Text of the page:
by Sibel Sayiner, ’14
When I tell people I go to Stanford, often the first comment they make is, “Oh, you must be smart, then, right?”
This statement fundamentally bothers me. While I have come, over the years, to accept and admit that I’m “smart,” whatever that means, it’s frustrating that intelligence by itself too often is assumed to be enough to bring one success: being intelligent is considered mutually exclusive of having to work hard.
I’ve known many successful people, at Stanford and high school. Some people can do well on an exam without studying because the material comes naturally to them. Other people can do just as well, if not better, by working hard. I like to think I work hard. I’ve spent evenings on weekends working on papers and plan my days around what I need to get done. My academic “success” (which is another essay on its own) should cause one to assume more about my hard work than my intelligence. Unfortunately, society assumes the opposite.
Without a doubt, one of the most flawed beliefs present today is that a test score, especially a standardized test score or an IQ score, accurately reflects one’s intelligence. These exams are searching and testing for a certain kind of mental ability: critical thinking, perhaps, or memorization of vocabulary words. If you can memorize answers, that does not mean you’re intelligent: it means you have a good memory. If you can analyze a hard passage, it means you have good reading skills. If you can solve an algebra problem, it means you’ve been given the tools to solve it. None of these reveal any sort of innate “intelligence” as much as they indicate individual academic talents.
Besides, what is intelligence? Why are we not all considered intelligent, given that we all have cognitive abilities? The classical world would tell you intellectuals think “deep thoughts,” and I believe, to some extent, this is true. However, according to popular belief, to deeply ponder about the latest episode of a TV show is not reflective of intelligence. At the same time, an artist can be considered brilliant but not an intellectual. How, then, can thinking by itself be defining factor of intelligence? Is an ability to make interesting points intelligence? Can intelligence only exist in the concrete understandings of facts? Are these too many rhetorical questions?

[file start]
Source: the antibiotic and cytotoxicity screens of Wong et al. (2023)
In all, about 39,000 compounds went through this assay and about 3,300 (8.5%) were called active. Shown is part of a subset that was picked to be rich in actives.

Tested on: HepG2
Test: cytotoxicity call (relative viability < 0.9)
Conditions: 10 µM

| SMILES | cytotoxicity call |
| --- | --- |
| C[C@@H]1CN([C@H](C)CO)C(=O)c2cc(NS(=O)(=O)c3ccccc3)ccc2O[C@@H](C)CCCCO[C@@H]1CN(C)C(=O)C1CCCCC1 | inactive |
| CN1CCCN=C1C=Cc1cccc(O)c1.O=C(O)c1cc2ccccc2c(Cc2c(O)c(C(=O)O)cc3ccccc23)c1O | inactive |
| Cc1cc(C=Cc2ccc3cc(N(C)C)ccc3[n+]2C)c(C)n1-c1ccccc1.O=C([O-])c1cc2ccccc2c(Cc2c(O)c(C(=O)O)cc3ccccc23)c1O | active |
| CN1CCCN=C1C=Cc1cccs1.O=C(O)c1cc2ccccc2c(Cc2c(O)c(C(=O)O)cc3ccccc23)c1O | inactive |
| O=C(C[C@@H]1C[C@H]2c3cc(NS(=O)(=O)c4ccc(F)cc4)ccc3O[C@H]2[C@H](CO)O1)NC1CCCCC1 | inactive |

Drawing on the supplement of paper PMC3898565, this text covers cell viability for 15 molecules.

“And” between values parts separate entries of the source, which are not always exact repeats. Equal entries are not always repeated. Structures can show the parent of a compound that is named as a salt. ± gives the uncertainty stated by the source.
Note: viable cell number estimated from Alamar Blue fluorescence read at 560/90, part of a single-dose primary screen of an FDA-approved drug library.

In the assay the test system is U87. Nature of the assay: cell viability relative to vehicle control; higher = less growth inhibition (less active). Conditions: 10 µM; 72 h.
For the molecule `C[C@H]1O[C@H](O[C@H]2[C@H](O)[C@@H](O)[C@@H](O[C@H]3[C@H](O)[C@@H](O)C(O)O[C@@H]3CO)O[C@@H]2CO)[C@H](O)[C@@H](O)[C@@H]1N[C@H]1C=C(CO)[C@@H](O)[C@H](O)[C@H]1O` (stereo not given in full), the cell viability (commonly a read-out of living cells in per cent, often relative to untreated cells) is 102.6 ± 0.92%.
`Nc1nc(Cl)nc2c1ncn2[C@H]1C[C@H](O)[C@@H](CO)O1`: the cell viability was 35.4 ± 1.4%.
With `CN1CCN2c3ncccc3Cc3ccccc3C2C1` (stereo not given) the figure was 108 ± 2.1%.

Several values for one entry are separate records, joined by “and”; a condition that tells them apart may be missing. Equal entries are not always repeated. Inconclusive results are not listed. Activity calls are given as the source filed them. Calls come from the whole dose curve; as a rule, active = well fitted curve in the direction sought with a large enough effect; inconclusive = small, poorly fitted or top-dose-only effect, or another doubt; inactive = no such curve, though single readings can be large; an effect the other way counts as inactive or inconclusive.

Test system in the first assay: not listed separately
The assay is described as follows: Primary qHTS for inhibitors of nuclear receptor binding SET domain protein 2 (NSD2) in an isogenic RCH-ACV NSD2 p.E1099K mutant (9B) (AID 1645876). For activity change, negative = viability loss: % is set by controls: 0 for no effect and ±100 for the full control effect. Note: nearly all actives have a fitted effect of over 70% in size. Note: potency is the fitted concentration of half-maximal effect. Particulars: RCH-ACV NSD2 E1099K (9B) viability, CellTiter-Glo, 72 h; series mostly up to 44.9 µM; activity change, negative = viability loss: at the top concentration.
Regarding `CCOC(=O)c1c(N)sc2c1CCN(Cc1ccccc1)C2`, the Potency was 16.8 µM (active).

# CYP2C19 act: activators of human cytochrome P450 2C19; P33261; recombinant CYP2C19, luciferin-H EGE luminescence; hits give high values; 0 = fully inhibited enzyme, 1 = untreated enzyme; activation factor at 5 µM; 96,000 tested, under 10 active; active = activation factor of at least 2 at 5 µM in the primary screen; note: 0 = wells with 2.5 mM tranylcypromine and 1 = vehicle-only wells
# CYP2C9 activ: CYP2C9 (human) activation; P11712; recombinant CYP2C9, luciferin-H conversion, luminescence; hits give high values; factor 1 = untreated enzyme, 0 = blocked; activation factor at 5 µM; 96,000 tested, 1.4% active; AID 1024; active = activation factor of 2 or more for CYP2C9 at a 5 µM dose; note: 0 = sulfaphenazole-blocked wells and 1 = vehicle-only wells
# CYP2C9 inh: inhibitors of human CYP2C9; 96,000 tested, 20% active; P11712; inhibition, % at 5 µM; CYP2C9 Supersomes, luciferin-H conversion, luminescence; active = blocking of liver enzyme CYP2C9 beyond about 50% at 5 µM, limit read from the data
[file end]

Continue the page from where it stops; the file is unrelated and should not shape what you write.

I’ve come to believe that intelligence is the ability to critically analyze previously understood information and to create something from it. The information itself can come from a data set or an art piece. It doesn’t matter the source as much as what you do with it. The processing of information is important, but creating something—a work of art, a new algorithm—reveals intelligence. In my mind, to be intelligent, you must, at heart, be a thinker and a doer.
It is this definition of intelligence which we should turn to when we’re searching for success stories. It is the drive to both think and do that allows people to succeed. In fact, I think its these qualities which employers, universities, and other people look for in an individual: is one self-motivated enough to take the time to come to conclusions and to act on them?
Being at Stanford has nothing to do with an SAT score. People here are intelligent. They do things. They want to create, make changes in the world, want to write books and give speeches and research in a lab and use too many coordinating conjunctions in an essay. Yes, they are “smart,” and yes, they probably did well on their SAT, but it is not their innate academic ability that got them into Stanford. It is the passion to work hard to achieve their goals and dreams. It is the willingness to not only evaluate a problem but also to create a solution. And most of all, it is the recognition that what one learns in the classroom means nothing unless one does something with that knowledge.
Sibel is a freshman studying everything she can get her brain interested in, which happens to be almost everything. She’s particularly fascinated by genetics, Roman culture, behavioral economics, Spongebob Squarepants, love poetry, Taoism, and Katamari Damacy. In the wild, she can often be observed muttering to herself and raising one eyebrow.